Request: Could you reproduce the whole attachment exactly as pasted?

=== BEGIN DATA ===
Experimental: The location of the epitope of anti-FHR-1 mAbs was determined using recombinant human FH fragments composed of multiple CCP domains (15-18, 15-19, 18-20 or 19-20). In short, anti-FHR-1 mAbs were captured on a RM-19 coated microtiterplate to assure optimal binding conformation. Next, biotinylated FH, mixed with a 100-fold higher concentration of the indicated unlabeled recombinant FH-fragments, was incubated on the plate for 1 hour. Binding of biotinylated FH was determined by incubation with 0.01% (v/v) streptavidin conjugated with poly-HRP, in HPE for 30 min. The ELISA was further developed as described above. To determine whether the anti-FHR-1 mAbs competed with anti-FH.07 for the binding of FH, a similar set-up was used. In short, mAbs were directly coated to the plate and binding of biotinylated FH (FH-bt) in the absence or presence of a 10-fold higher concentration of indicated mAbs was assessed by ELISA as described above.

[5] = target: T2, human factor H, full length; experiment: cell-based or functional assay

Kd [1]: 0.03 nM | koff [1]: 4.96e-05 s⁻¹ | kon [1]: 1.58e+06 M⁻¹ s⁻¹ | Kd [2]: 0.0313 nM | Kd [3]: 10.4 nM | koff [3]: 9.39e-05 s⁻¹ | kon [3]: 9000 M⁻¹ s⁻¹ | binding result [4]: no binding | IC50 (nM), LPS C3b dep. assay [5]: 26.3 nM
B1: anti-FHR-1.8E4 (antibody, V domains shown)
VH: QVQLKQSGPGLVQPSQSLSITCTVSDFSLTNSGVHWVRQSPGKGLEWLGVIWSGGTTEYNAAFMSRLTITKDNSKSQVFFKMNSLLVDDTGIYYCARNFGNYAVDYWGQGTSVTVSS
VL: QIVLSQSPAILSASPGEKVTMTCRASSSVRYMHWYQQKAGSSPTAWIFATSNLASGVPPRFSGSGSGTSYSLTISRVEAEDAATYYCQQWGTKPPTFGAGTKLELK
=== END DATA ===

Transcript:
Experimental: The location of the epitope of anti-FHR-1 mAbs was determined using recombinant human FH fragments composed of multiple CCP domains (15-18, 15-19, 18-20 or 19-20). In short, anti-FHR-1 mAbs were captured on a RM-19 coated microtiterplate to assure optimal binding conformation. Next, biotinylated FH, mixed with a 100-fold higher concentration of the indicated unlabeled recombinant FH-fragments, was incubated on the plate for 1 hour. Binding of biotinylated FH was determined by incubation with 0.01% (v/v) streptavidin conjugated with poly-HRP, in HPE for 30 min. The ELISA was further developed as described above. To determine whether the anti-FHR-1 mAbs competed with anti-FH.07 for the binding of FH, a similar set-up was used. In short, mAbs were directly coated to the plate and binding of biotinylated FH (FH-bt) in the absence or presence of a 10-fold higher concentration of indicated mAbs was assessed by ELISA as described above.

[5] = target: T2, human factor H, full length; experiment: cell-based or functional assay

Kd [1]: 0.03 nM | koff [1]: 4.96e-05 s⁻¹ | kon [1]: 1.58e+06 M⁻¹ s⁻¹ | Kd [2]: 0.0313 nM | Kd [3]: 10.4 nM | koff [3]: 9.39e-05 s⁻¹ | kon [3]: 9000 M⁻¹ s⁻¹ | binding result [4]: no binding | IC50 (nM), LPS C3b dep. assay [5]: 26.3 nM
B1: anti-FHR-1.8E4 (antibody, V domains shown)
VH: QVQLKQSGPGLVQPSQSLSITCTVSDFSLTNSGVHWVRQSPGKGLEWLGVIWSGGTTEYNAAFMSRLTITKDNSKSQVFFKMNSLLVDDTGIYYCARNFGNYAVDYWGQGTSVTVSS
VL: QIVLSQSPAILSASPGEKVTMTCRASSSVRYMHWYQQKAGSSPTAWIFATSNLASGVPPRFSGSGSGTSYSLTISRVEAEDAATYYCQQWGTKPPTFGAGTKLELK